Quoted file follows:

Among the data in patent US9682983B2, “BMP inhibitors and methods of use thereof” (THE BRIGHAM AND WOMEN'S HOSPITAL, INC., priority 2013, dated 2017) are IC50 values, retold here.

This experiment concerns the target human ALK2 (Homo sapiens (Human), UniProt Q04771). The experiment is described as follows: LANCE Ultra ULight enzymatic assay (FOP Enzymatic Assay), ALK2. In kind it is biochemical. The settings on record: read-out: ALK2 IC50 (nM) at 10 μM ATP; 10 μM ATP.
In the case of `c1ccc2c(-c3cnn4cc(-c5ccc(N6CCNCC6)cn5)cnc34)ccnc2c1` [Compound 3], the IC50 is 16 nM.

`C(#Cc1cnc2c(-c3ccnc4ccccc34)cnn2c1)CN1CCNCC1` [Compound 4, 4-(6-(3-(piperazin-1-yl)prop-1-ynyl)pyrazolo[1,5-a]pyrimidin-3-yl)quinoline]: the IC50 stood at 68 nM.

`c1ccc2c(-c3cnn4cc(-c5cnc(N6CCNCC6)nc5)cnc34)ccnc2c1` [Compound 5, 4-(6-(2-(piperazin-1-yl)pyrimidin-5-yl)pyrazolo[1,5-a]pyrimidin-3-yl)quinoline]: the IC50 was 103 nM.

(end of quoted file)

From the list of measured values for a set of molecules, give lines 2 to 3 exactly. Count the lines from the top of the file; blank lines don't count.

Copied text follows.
This experiment concerns the target human ALK2 (Homo sapiens (Human), UniProt Q04771). The experiment is described as follows: LANCE Ultra ULight enzymatic assay (FOP Enzymatic Assay), ALK2. In kind it is biochemical. The settings on record: read-out: ALK2 IC50 (nM) at 10 μM ATP; 10 μM ATP.
In the case of `c1ccc2c(-c3cnn4cc(-c5ccc(N6CCNCC6)cn5)cnc34)ccnc2c1` [Compound 3], the IC50 is 16 nM.